It’s New Year’s Eve, the time of the traditional watch night service, or foot washing and communion in many Pentecostal circles. It was one of the biggest nights of the year for me for the nineteen years I was “in,” and it’s a night that still brings many memories even after eight years “out.”

My views on communion have changed a lot since leaving. Tonight, considering some of the scriptures, I realized some things:

1) Regarding 1 Cor 11, which was always held as somewhat of a threat against us, “unworthily” has nothing to do with “sin in your life”. It has to do with eating selfishly, without consideration of others around you. The whole passage is about some people eating and drinking excessively while others remained hungry during the Lord’s Supper. Paul wasn’t warning them about being unclean or harboring secret sins. He wasn’t telling them to go on a soul-searching three-day fast, repenting of everything imaginable or “cleaning house” (literally and figuratively) before the once a year event, but of remaining considerate of others, shaming the church and disgracing the poor (v 22). This actually coincides with the very first Passover, in which the people were commanded to share the lamb with neighbors if the lamb was too big for one household. (Ex 12:4)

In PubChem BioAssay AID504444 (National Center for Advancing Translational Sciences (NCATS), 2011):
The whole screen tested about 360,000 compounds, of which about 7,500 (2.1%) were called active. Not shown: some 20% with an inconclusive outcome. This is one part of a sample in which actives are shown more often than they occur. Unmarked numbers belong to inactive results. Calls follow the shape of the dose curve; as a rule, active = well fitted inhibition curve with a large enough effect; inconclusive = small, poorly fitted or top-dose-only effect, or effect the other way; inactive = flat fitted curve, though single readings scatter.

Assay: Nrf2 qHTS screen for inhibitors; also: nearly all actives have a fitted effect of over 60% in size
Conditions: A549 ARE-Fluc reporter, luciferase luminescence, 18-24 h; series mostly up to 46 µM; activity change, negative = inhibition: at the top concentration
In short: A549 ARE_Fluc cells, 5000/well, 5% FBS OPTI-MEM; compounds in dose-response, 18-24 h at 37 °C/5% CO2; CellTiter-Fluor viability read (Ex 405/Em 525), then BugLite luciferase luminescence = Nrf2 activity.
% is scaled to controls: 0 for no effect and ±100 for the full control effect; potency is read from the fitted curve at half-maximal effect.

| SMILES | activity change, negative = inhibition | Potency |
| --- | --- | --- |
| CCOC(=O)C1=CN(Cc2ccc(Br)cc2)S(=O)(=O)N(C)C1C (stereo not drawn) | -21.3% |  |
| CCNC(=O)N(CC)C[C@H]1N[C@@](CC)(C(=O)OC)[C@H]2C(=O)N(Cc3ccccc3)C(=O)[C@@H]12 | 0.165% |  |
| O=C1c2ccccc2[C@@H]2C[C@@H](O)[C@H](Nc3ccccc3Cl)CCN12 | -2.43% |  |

2) There was always debate and some shaming about who could take communion. Communion at Pentecostal churches was “closed” — so much so that they didn’t even serve communion in a regular service, but in a special one after hours. Visitors and children shouldn’t take communion, it was thought, because they hadn’t been baptized. My parent’s church (not Pentecostal) had taught this, too. Yet even strangers and foreigners could celebrate Passover, and communion is the New Testament “version” of Passover. (There were laws regarding how they should prepare, but they could participate.) (Num 6:14).

3) At the first Passover, they were slaves. I’m not sure how they all found lambs a year old, but I do wonder if this meal must have been an absolute feast to them.

4) It still amazes me that breaking bread in the Bible was an invitation to fellowship. Jesus broke bread and shared it, and invited us all to remember him through that broken bread. He invites us all into fellowship, both with him and other believers.

And so, I no longer participate in watch night services. And I’ve learned some things since last attending one.

Happy new year to all of you. May you find peace and freedom in the coming year.